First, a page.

This article, written by Hardly Art Records publicist and USF band member, Jason Baxter, originally appeared on Sonicbids. We’re excited to be working with them to bring you the best and most relevant content for your business!
Band photos can be tricky, but even if you’re camera-shy, they’re an absolute necessity for your press kit. If you’re working with a label, they may subsidize a photo shoot with a professional photographer, which is the best way to guarantee you’ll end up with well-composed and useful band photographs. For some artists this isn’t an option though, and hiring a pro can seem like an unnecessary expenditure if you’ve got a friend with a decent eye and a DSLR. Either way, you’re going to want to make sure your photos satisfy these key requirements:
- Variety. The more images you have to choose from, the more likely you are to find three or four that capture everyone’s best angles and give a faithful impression of your band’s “look.”
- Color and black and white. Lots of regional papers and other print media only publish in black and white, and you can’t always assume that a desaturated color photograph will look good on the printed page. It helps to plan ahead and work with a photographer that shoots on both types of film, or has the image editing skills to turn a high-contrast color picture into a striking and eye-pleasing black and white one.
- Resolution. Always shoot at the highest possible resolution. 300 dpi is usually the standard benchmark. A large image can always be shrunk to fit certain dimensions, but a small one will look worse and worse the more you enlarge it.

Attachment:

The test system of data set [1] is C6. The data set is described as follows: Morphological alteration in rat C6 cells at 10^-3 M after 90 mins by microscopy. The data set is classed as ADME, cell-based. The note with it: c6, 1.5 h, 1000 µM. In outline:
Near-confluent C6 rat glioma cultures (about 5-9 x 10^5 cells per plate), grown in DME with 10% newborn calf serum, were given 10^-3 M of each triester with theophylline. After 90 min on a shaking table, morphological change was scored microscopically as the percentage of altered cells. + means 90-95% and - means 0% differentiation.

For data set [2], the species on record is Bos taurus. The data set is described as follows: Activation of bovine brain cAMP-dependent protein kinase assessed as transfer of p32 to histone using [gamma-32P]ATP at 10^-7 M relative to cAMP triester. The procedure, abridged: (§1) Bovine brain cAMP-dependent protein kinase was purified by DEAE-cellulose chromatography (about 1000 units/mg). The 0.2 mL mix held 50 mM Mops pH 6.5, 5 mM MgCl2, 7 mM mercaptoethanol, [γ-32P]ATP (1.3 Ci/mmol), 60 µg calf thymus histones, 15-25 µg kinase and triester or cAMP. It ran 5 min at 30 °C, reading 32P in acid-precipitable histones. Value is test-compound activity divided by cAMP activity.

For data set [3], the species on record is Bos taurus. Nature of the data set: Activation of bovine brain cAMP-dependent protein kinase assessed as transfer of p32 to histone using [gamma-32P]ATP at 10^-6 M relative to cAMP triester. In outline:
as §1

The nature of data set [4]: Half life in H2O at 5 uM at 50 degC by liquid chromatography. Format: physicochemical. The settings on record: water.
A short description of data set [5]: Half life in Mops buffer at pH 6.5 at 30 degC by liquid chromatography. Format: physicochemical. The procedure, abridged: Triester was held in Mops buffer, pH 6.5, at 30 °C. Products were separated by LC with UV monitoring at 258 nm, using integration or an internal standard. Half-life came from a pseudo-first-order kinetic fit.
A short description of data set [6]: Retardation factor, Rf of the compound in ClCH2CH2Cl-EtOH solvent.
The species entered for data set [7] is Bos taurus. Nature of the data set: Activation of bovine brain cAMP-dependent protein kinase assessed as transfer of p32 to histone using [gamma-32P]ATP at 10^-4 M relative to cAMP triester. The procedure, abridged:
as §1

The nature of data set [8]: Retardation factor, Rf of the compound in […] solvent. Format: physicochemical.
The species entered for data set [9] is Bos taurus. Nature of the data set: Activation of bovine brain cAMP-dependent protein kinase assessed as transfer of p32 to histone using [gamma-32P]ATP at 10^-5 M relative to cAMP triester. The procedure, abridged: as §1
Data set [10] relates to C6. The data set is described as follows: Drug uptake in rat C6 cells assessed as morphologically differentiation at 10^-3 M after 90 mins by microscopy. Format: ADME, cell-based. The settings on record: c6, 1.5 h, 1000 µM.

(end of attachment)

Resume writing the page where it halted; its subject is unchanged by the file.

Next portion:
- Accuracy. Misrepresenting your band is a sin of the highest order. Include every member of your band, don’t dress or pose in a way that’s disingenuous to how you appear when you perform, and for heaven’s sake, don’t hide or obscure your face. The last band to really get away with that, in my opinion, was Disclosure (pictured above) – but they get a pass because they aimed for something that was iconic and pretty much heretofore unseen, and it paid off in press coverage.
Even within the confines of these requirements, there’s still a lot of room to be creative – just ensure your photo is saying what you want it to say about your band.
Of all the band photos I’ve encountered in my career, they typically fall into six general categories: